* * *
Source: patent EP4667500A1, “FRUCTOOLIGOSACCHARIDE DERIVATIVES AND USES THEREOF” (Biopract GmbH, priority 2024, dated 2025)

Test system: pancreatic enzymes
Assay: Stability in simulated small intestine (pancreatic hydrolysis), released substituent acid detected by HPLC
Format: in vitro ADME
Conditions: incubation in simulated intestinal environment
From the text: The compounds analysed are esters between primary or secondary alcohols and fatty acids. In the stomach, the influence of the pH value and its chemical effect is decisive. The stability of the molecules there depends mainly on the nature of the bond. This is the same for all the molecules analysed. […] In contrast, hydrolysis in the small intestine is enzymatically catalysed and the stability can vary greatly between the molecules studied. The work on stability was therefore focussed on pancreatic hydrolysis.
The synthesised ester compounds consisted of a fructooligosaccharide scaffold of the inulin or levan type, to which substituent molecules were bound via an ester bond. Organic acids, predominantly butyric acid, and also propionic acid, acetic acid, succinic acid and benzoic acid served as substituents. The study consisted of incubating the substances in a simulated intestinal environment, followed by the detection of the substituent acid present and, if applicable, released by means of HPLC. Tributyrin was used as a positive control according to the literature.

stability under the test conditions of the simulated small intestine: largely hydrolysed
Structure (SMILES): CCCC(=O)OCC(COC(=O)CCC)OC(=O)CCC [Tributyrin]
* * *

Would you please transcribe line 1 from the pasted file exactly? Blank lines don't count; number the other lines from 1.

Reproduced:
Source: patent EP4667500A1, “FRUCTOOLIGOSACCHARIDE DERIVATIVES AND USES THEREOF” (Biopract GmbH, priority 2024, dated 2025)